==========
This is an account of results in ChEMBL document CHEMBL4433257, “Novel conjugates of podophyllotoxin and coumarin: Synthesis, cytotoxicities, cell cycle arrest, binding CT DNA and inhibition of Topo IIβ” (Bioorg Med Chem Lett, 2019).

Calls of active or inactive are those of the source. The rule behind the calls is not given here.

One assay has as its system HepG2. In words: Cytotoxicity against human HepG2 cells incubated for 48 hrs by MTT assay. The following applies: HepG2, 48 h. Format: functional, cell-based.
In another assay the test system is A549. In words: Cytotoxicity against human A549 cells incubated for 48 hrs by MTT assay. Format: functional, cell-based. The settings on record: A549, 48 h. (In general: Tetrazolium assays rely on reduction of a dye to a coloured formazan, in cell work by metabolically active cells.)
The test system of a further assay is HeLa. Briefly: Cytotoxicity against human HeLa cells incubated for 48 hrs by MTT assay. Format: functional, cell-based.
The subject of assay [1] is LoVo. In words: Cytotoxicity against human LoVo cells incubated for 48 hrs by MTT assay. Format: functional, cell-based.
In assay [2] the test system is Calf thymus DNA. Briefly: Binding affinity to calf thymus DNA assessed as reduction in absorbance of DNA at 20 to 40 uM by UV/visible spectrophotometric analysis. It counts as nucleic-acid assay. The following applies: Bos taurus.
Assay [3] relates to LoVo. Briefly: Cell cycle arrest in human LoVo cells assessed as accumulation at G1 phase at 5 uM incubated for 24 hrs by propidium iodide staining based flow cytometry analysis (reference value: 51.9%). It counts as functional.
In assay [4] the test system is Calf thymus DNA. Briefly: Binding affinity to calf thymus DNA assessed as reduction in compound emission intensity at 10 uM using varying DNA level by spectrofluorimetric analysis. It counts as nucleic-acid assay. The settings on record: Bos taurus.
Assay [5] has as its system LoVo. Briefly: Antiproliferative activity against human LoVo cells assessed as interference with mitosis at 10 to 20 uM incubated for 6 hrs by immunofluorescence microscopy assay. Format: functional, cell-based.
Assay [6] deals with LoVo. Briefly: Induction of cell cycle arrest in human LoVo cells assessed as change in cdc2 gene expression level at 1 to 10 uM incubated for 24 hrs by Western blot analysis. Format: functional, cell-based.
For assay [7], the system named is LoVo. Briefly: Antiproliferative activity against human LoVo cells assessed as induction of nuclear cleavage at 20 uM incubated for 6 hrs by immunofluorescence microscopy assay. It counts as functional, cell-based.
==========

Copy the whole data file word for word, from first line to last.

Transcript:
This is an account of results in ChEMBL document CHEMBL4433257, “Novel conjugates of podophyllotoxin and coumarin: Synthesis, cytotoxicities, cell cycle arrest, binding CT DNA and inhibition of Topo IIβ” (Bioorg Med Chem Lett, 2019).

Calls of active or inactive are those of the source. The rule behind the calls is not given here.

One assay has as its system HepG2. In words: Cytotoxicity against human HepG2 cells incubated for 48 hrs by MTT assay. The following applies: HepG2, 48 h. Format: functional, cell-based.
In another assay the test system is A549. In words: Cytotoxicity against human A549 cells incubated for 48 hrs by MTT assay. Format: functional, cell-based. The settings on record: A549, 48 h. (In general: Tetrazolium assays rely on reduction of a dye to a coloured formazan, in cell work by metabolically active cells.)
The test system of a further assay is HeLa. Briefly: Cytotoxicity against human HeLa cells incubated for 48 hrs by MTT assay. Format: functional, cell-based.
The subject of assay [1] is LoVo. In words: Cytotoxicity against human LoVo cells incubated for 48 hrs by MTT assay. Format: functional, cell-based.
In assay [2] the test system is Calf thymus DNA. Briefly: Binding affinity to calf thymus DNA assessed as reduction in absorbance of DNA at 20 to 40 uM by UV/visible spectrophotometric analysis. It counts as nucleic-acid assay. The following applies: Bos taurus.
Assay [3] relates to LoVo. Briefly: Cell cycle arrest in human LoVo cells assessed as accumulation at G1 phase at 5 uM incubated for 24 hrs by propidium iodide staining based flow cytometry analysis (reference value: 51.9%). It counts as functional.
In assay [4] the test system is Calf thymus DNA. Briefly: Binding affinity to calf thymus DNA assessed as reduction in compound emission intensity at 10 uM using varying DNA level by spectrofluorimetric analysis. It counts as nucleic-acid assay. The settings on record: Bos taurus.
Assay [5] has as its system LoVo. Briefly: Antiproliferative activity against human LoVo cells assessed as interference with mitosis at 10 to 20 uM incubated for 6 hrs by immunofluorescence microscopy assay. Format: functional, cell-based.
Assay [6] deals with LoVo. Briefly: Induction of cell cycle arrest in human LoVo cells assessed as change in cdc2 gene expression level at 1 to 10 uM incubated for 24 hrs by Western blot analysis. Format: functional, cell-based.
For assay [7], the system named is LoVo. Briefly: Antiproliferative activity against human LoVo cells assessed as induction of nuclear cleavage at 20 uM incubated for 6 hrs by immunofluorescence microscopy assay. It counts as functional, cell-based.